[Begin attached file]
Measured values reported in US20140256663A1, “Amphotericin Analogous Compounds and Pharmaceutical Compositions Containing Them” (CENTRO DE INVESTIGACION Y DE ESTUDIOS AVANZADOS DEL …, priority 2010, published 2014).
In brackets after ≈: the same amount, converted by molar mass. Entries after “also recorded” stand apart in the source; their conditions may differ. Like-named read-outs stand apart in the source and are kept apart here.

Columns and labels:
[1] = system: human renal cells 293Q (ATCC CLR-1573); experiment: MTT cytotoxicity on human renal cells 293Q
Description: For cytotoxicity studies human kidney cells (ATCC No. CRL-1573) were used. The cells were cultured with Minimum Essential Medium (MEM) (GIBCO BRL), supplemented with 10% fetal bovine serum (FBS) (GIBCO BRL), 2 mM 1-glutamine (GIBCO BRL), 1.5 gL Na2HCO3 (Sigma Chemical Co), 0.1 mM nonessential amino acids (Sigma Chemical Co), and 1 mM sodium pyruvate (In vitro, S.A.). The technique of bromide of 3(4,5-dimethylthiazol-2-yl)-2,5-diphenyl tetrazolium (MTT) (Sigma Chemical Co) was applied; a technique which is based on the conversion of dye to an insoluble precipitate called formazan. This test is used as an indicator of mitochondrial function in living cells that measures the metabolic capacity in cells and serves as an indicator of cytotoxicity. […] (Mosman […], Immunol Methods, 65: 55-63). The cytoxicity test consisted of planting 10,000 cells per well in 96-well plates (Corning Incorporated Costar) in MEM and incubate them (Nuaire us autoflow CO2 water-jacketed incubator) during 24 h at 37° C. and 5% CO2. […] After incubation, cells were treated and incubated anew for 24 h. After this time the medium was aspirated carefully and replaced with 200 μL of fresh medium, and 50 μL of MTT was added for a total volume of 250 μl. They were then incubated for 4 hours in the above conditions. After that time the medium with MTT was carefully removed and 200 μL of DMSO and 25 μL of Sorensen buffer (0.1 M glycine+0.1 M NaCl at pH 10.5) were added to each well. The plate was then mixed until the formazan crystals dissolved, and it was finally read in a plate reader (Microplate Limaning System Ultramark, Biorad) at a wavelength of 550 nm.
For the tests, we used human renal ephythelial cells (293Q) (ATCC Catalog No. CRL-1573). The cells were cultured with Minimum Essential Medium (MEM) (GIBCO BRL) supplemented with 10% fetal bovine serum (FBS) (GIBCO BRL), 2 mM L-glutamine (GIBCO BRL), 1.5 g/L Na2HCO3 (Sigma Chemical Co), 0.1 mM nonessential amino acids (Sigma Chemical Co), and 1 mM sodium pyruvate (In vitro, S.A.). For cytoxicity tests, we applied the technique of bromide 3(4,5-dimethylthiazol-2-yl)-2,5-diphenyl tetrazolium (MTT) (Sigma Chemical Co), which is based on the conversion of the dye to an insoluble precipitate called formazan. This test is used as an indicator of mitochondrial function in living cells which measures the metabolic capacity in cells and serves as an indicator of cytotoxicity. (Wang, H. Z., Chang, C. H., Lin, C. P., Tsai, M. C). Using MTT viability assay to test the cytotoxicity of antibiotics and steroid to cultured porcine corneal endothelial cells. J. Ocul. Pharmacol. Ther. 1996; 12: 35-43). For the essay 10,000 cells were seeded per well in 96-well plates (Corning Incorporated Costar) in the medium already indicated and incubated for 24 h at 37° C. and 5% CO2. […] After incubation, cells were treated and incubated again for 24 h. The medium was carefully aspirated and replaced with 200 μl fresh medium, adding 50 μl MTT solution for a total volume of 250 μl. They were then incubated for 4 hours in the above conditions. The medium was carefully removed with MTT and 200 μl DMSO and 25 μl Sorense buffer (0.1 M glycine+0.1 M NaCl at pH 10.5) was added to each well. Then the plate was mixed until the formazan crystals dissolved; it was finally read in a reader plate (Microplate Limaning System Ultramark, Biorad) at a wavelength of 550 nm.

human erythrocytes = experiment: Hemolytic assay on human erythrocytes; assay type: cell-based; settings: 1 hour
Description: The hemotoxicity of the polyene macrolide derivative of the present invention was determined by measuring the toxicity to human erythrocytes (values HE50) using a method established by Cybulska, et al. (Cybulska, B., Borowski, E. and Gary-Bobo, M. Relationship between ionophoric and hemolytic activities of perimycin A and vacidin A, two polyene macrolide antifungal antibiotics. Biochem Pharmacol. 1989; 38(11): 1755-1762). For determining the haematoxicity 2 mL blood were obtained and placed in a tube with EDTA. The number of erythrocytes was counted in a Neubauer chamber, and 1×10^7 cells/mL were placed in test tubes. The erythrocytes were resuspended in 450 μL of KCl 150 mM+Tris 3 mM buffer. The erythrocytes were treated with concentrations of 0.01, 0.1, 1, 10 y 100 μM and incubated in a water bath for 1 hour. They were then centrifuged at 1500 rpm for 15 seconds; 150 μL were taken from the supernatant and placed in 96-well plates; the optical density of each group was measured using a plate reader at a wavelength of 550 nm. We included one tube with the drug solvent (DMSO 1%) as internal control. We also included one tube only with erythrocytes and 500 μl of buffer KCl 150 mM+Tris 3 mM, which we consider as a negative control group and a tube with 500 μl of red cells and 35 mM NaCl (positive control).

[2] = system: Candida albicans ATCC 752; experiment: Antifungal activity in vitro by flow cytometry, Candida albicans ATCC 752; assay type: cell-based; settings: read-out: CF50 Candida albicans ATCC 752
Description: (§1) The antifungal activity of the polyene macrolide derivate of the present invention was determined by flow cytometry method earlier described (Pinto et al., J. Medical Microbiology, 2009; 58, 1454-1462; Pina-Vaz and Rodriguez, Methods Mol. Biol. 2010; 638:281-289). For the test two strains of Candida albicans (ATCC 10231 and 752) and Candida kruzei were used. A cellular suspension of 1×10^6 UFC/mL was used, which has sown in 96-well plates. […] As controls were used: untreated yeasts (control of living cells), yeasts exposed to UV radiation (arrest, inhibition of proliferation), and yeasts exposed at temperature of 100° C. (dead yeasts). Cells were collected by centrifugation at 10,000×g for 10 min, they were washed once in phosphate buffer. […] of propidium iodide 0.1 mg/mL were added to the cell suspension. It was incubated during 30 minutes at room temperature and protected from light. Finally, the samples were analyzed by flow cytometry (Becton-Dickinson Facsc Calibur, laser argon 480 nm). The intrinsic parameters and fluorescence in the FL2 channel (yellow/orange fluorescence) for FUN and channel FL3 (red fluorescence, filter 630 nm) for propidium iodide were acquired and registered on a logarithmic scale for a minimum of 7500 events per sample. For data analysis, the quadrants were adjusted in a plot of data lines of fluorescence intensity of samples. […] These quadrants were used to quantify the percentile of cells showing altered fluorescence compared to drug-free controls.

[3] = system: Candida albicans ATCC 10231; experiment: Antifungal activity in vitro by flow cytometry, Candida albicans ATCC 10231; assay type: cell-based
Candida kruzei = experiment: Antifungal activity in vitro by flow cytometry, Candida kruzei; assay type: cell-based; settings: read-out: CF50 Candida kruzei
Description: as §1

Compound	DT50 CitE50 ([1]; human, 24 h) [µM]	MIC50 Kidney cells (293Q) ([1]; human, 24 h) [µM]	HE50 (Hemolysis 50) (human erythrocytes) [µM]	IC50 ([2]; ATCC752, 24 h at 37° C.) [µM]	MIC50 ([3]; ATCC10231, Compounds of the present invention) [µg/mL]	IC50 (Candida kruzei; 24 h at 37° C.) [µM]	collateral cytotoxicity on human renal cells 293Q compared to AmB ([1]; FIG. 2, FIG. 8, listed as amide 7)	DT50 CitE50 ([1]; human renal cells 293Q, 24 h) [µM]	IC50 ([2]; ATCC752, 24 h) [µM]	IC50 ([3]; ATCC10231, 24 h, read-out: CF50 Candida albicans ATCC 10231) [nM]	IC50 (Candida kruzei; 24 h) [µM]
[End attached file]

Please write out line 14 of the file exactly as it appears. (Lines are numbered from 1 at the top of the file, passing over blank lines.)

Compound	DT50 CitE50 ([1]; human, 24 h) [µM]	MIC50 Kidney cells (293Q) ([1]; human, 24 h) [µM]	HE50 (Hemolysis 50) (human erythrocytes) [µM]	IC50 ([2]; ATCC752, 24 h at 37° C.) [µM]	MIC50 ([3]; ATCC10231, Compounds of the present invention) [µg/mL]	IC50 (Candida kruzei; 24 h at 37° C.) [µM]	collateral cytotoxicity on human renal cells 293Q compared to AmB ([1]; FIG. 2, FIG. 8, listed as amide 7)	DT50 CitE50 ([1]; human renal cells 293Q, 24 h) [µM]	IC50 ([2]; ATCC752, 24 h) [µM]	IC50 ([3]; ATCC10231, 24 h, read-out: CF50 Candida albicans ATCC 10231) [nM]	IC50 (Candida kruzei; 24 h) [µM]